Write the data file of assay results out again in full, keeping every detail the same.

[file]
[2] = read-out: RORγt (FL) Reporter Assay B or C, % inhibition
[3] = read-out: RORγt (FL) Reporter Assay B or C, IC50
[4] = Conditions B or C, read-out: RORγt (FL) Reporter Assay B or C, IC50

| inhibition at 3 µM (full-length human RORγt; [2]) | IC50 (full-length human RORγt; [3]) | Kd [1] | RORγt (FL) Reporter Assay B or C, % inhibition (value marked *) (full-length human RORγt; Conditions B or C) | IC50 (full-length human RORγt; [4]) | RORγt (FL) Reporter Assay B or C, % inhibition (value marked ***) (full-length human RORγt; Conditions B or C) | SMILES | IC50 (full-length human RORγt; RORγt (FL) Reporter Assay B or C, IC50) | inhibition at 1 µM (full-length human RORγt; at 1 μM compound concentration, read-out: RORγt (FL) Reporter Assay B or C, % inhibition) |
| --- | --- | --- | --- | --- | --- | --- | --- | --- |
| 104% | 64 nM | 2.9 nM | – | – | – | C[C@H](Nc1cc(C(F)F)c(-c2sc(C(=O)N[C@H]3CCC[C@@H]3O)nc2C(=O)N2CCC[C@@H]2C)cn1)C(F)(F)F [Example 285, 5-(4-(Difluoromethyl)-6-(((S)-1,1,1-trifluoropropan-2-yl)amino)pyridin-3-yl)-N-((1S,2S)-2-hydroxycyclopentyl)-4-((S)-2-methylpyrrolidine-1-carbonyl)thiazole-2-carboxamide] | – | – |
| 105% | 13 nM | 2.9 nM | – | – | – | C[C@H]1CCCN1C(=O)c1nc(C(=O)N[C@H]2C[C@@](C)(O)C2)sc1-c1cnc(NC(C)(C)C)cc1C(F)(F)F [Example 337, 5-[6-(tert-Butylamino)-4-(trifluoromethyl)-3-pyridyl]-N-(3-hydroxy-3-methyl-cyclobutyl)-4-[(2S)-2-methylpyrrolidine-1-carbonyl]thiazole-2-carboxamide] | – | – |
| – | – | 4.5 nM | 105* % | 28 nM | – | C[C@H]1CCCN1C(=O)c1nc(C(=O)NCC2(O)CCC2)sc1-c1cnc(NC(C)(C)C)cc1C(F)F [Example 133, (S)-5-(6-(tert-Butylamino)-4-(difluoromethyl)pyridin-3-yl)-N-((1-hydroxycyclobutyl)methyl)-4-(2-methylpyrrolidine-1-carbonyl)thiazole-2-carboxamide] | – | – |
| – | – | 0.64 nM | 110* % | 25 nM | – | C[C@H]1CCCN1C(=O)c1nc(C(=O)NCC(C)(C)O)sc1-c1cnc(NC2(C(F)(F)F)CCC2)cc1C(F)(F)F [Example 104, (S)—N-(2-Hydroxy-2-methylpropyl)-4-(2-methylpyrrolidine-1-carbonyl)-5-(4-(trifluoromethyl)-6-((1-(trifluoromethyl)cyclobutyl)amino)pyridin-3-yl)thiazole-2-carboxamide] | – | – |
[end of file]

[2] = read-out: RORγt (FL) Reporter Assay B or C, % inhibition
[3] = read-out: RORγt (FL) Reporter Assay B or C, IC50
[4] = Conditions B or C, read-out: RORγt (FL) Reporter Assay B or C, IC50

| inhibition at 3 µM (full-length human RORγt; [2]) | IC50 (full-length human RORγt; [3]) | Kd [1] | RORγt (FL) Reporter Assay B or C, % inhibition (value marked *) (full-length human RORγt; Conditions B or C) | IC50 (full-length human RORγt; [4]) | RORγt (FL) Reporter Assay B or C, % inhibition (value marked ***) (full-length human RORγt; Conditions B or C) | SMILES | IC50 (full-length human RORγt; RORγt (FL) Reporter Assay B or C, IC50) | inhibition at 1 µM (full-length human RORγt; at 1 μM compound concentration, read-out: RORγt (FL) Reporter Assay B or C, % inhibition) |
| --- | --- | --- | --- | --- | --- | --- | --- | --- |
| 104% | 64 nM | 2.9 nM | – | – | – | C[C@H](Nc1cc(C(F)F)c(-c2sc(C(=O)N[C@H]3CCC[C@@H]3O)nc2C(=O)N2CCC[C@@H]2C)cn1)C(F)(F)F [Example 285, 5-(4-(Difluoromethyl)-6-(((S)-1,1,1-trifluoropropan-2-yl)amino)pyridin-3-yl)-N-((1S,2S)-2-hydroxycyclopentyl)-4-((S)-2-methylpyrrolidine-1-carbonyl)thiazole-2-carboxamide] | – | – |
| 105% | 13 nM | 2.9 nM | – | – | – | C[C@H]1CCCN1C(=O)c1nc(C(=O)N[C@H]2C[C@@](C)(O)C2)sc1-c1cnc(NC(C)(C)C)cc1C(F)(F)F [Example 337, 5-[6-(tert-Butylamino)-4-(trifluoromethyl)-3-pyridyl]-N-(3-hydroxy-3-methyl-cyclobutyl)-4-[(2S)-2-methylpyrrolidine-1-carbonyl]thiazole-2-carboxamide] | – | – |
| – | – | 4.5 nM | 105* % | 28 nM | – | C[C@H]1CCCN1C(=O)c1nc(C(=O)NCC2(O)CCC2)sc1-c1cnc(NC(C)(C)C)cc1C(F)F [Example 133, (S)-5-(6-(tert-Butylamino)-4-(difluoromethyl)pyridin-3-yl)-N-((1-hydroxycyclobutyl)methyl)-4-(2-methylpyrrolidine-1-carbonyl)thiazole-2-carboxamide] | – | – |
| – | – | 0.64 nM | 110* % | 25 nM | – | C[C@H]1CCCN1C(=O)c1nc(C(=O)NCC(C)(C)O)sc1-c1cnc(NC2(C(F)(F)F)CCC2)cc1C(F)(F)F [Example 104, (S)—N-(2-Hydroxy-2-methylpropyl)-4-(2-methylpyrrolidine-1-carbonyl)-5-(4-(trifluoromethyl)-6-((1-(trifluoromethyl)cyclobutyl)amino)pyridin-3-yl)thiazole-2-carboxamide] | – | – |